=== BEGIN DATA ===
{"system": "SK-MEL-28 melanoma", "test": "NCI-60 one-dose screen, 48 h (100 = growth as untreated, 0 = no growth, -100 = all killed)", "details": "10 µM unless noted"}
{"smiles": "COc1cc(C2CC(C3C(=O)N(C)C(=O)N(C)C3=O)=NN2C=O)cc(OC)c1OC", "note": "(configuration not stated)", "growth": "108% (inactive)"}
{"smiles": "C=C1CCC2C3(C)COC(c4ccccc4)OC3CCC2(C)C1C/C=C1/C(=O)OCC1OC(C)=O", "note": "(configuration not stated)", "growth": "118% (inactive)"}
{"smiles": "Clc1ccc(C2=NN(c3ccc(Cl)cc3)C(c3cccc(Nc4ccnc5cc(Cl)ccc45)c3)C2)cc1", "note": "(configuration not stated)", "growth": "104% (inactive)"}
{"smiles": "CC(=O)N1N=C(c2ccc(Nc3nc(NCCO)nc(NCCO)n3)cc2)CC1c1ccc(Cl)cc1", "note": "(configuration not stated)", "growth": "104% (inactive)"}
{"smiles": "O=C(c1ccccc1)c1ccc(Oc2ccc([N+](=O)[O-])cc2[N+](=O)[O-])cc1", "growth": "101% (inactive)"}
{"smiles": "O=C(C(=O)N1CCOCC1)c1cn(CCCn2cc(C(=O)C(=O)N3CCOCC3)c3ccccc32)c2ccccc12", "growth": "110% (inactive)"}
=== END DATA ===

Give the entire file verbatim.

{"system": "SK-MEL-28 melanoma", "test": "NCI-60 one-dose screen, 48 h (100 = growth as untreated, 0 = no growth, -100 = all killed)", "details": "10 µM unless noted"}
{"smiles": "COc1cc(C2CC(C3C(=O)N(C)C(=O)N(C)C3=O)=NN2C=O)cc(OC)c1OC", "note": "(configuration not stated)", "growth": "108% (inactive)"}
{"smiles": "C=C1CCC2C3(C)COC(c4ccccc4)OC3CCC2(C)C1C/C=C1/C(=O)OCC1OC(C)=O", "note": "(configuration not stated)", "growth": "118% (inactive)"}
{"smiles": "Clc1ccc(C2=NN(c3ccc(Cl)cc3)C(c3cccc(Nc4ccnc5cc(Cl)ccc45)c3)C2)cc1", "note": "(configuration not stated)", "growth": "104% (inactive)"}
{"smiles": "CC(=O)N1N=C(c2ccc(Nc3nc(NCCO)nc(NCCO)n3)cc2)CC1c1ccc(Cl)cc1", "note": "(configuration not stated)", "growth": "104% (inactive)"}
{"smiles": "O=C(c1ccccc1)c1ccc(Oc2ccc([N+](=O)[O-])cc2[N+](=O)[O-])cc1", "growth": "101% (inactive)"}
{"smiles": "O=C(C(=O)N1CCOCC1)c1cn(CCCn2cc(C(=O)C(=O)N3CCOCC3)c3ccccc32)c2ccccc12", "growth": "110% (inactive)"}